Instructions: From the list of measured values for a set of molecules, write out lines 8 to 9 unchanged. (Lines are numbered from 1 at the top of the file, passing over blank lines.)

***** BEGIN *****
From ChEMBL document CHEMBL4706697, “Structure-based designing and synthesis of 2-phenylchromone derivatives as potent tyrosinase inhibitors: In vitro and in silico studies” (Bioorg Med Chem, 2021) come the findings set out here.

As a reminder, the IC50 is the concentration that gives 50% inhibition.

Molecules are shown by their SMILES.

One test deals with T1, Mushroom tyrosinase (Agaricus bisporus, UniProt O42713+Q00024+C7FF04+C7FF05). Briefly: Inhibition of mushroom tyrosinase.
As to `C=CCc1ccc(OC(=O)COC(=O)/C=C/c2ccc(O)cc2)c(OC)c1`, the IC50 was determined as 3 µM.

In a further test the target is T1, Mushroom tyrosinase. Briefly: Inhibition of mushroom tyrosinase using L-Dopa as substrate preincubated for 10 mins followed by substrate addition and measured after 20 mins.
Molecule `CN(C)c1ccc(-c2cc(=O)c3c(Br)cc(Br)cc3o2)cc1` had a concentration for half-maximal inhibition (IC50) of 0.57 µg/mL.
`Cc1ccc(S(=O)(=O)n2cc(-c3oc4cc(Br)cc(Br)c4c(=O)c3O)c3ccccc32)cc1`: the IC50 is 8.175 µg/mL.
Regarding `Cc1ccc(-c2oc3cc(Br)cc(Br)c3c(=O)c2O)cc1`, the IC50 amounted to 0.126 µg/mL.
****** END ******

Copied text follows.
`Cc1ccc(S(=O)(=O)n2cc(-c3oc4cc(Br)cc(Br)c4c(=O)c3O)c3ccccc32)cc1`: the IC50 is 8.175 µg/mL.
Regarding `Cc1ccc(-c2oc3cc(Br)cc(Br)c3c(=O)c2O)cc1`, the IC50 amounted to 0.126 µg/mL.